Santa Monica, CA—The Senate should not confirm Barbara Lee as Director of the Department of Toxic Substances Control (DTSC) based on her handling of serial polluter Exide, and lack of action to fundamentally reform the agency, Consumer Watchdog said today.
In testimony to the Senate Rules Committee confirmation hearing, Consumer Advocate Liza Tucker said Barbara Lee is not the reformer DTSC needs. “Far from being a reformer, Ms. Lee exemplifies everything that has been wrong with DTSC and will continue to be if she is confirmed.”
Consumer Watchdog said that Ms. Lee had “minimized and ignored” far more extensive led contamination than previously discovered from lead battery recycler, Exide, as uncovered by CBS last week.
“DTSC has had these results since April, but Ms. Lee did not inform the community, and did not announce a revised cleanup plan,” Tucker’s testimony states.
“Ms. Lee refused to answer CBS questions about this, but issued a statement that said in essence DTSC would not treat this as an emergency until people—children—exhibited signs of acute lead poisoning. Standing idle while children are poisoned is not a position of reform. It is emblematic of the old DTSC. …No exposure to lead is safe, especially for children whose IQs can be permanently damaged.”
“Until DTSC has a reformer at its head to house clean top managers who work more to protect polluters than the public, and to change its fundamental culture, no change will ensue and Californians will never be protected,” Consumer Watchdog wrote in a letter to the Senate Rules Committee last week.
Read the letter here: http://www.consumerwatchdog.org/resources/barbara_lee_confirmation_hearing_july_15_0.pdf
Dozens of communities under toxic assault also wrote the Rules Committee last week saying that Ms. Lee had not won their support for confirmation because she had taken virtually no action in response to their specific requests to reform the department. Among those demands were denial of permits to serial polluters, and proper characterization and cleanup of toxic pollution affecting schools, businesses, and residences.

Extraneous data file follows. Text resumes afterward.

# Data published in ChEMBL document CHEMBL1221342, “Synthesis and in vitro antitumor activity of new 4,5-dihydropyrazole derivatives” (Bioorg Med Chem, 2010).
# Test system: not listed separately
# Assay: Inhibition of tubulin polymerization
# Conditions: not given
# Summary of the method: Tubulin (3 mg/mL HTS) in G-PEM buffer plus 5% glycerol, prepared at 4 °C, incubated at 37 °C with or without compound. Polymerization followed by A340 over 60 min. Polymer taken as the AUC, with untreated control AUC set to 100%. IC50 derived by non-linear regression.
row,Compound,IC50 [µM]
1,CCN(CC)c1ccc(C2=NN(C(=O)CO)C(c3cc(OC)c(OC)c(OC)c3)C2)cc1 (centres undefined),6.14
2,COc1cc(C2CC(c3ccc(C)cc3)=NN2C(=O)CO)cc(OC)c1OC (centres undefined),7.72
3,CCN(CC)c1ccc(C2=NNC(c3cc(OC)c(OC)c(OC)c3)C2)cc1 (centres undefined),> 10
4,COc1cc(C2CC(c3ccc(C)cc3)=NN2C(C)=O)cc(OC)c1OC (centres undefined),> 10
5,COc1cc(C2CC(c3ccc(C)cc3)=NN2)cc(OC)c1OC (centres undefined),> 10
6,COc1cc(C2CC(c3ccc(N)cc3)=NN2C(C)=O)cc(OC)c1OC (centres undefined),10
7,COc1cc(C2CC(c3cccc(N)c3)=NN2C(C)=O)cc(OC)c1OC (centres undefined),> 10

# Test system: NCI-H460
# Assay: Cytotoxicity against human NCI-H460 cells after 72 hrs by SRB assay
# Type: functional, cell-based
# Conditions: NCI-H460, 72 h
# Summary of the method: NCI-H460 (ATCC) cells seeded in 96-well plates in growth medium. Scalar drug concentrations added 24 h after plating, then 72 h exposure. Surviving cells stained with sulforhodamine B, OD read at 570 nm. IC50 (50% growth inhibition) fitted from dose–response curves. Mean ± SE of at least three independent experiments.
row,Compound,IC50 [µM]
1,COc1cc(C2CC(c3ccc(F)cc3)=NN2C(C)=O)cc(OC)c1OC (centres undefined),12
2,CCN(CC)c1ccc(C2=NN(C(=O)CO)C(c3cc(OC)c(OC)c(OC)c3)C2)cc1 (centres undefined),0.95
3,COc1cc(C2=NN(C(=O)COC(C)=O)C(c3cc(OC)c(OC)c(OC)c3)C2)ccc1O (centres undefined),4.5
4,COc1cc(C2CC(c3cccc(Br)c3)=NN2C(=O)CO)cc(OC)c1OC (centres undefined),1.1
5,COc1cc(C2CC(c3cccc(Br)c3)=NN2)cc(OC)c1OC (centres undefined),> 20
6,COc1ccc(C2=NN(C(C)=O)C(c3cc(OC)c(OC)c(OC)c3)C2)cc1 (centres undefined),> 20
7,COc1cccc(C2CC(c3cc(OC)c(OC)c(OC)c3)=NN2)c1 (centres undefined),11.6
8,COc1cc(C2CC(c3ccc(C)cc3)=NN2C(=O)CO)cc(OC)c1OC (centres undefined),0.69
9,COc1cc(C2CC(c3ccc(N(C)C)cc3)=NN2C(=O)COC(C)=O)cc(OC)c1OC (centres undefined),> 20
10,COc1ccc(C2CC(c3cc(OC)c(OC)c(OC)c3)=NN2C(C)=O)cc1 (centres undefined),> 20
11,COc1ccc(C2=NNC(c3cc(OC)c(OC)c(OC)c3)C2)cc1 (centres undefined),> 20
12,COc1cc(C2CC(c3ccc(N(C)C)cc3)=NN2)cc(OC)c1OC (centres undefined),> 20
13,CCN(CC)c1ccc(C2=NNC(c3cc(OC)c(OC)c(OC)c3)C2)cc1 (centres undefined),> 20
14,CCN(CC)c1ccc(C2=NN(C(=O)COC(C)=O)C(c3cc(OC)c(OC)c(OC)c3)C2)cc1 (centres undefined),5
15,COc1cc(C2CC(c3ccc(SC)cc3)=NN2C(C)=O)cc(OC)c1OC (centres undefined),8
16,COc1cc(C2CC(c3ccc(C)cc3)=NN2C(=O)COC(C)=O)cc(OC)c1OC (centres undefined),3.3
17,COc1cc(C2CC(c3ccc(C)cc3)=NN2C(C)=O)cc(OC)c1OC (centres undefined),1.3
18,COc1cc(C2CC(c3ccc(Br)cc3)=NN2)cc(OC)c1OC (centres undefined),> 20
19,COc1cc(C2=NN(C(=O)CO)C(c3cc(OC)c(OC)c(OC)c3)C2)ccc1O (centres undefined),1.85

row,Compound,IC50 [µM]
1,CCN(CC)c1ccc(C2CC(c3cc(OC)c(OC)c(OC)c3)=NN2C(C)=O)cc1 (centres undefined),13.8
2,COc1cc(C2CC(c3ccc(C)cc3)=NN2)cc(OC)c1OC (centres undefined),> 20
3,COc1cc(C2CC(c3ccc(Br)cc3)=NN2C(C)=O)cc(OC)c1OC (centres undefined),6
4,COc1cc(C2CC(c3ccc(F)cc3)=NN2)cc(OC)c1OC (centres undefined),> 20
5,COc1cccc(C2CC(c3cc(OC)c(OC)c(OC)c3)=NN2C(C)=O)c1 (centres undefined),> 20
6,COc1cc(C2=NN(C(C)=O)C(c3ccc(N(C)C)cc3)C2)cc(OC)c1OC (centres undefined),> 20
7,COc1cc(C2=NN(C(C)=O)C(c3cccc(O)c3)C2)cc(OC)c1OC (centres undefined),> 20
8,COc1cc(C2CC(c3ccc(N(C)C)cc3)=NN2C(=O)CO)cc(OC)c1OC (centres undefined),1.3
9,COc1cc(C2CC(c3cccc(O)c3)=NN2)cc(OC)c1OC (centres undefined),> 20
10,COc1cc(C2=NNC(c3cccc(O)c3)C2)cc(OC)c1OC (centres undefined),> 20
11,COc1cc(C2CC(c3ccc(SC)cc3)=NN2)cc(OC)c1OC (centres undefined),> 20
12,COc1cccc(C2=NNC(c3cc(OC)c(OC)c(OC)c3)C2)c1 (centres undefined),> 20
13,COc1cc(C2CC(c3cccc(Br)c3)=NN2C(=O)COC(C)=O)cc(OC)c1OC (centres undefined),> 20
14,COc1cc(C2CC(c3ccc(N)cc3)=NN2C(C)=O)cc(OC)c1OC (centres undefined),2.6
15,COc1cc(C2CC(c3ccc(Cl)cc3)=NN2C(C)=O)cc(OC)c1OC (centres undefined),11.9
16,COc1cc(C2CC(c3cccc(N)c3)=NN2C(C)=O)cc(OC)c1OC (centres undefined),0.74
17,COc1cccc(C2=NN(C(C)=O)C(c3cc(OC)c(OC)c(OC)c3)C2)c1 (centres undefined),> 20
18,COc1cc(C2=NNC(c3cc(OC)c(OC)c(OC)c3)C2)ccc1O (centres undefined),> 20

Tucker said that DTSC’s treatment of Exide—minimizing the dangers of toxic pollution while allowing serial toxic violators to keep their permits without meaningful enforcement—is echoed in other cases around the state.
Tucker’s testimony asks the Senate to resolve Lee’s irreconcilable statements about the Exide shutdown.
“The US Attorney shut down Exide without criminal prosecution because he said there was no other way to close the facility and still ensure cleanup. On the same day, only after that announcement, did Ms. Lee tell the Senate that she had informed Exide that it would not get a DTSC permit. However, at a March air district hearing, Exide said it was investing millions and air regulators said that Exide was on track to reopen.
“There is a conflict between what Ms. Lee said, and what others knew, and the Senate needs to resolve it.”
She also said that DTSC continues to look for ways to limit the Exide cleanup.
“Right now, in its initial round of overseeing cleanup of several hundred homes, DTSC is refusing to test roofs and gutters for lead, although tests show lead contamination under downspouts,” Tucker said. “This means clean soil will be re-contaminated as soon as we have rain, or high winds.”
Tucker said that overseeing cleanups improperly—including land slated for housing and business development—might save polluters money, but leaves the public unprotected from toxic harm.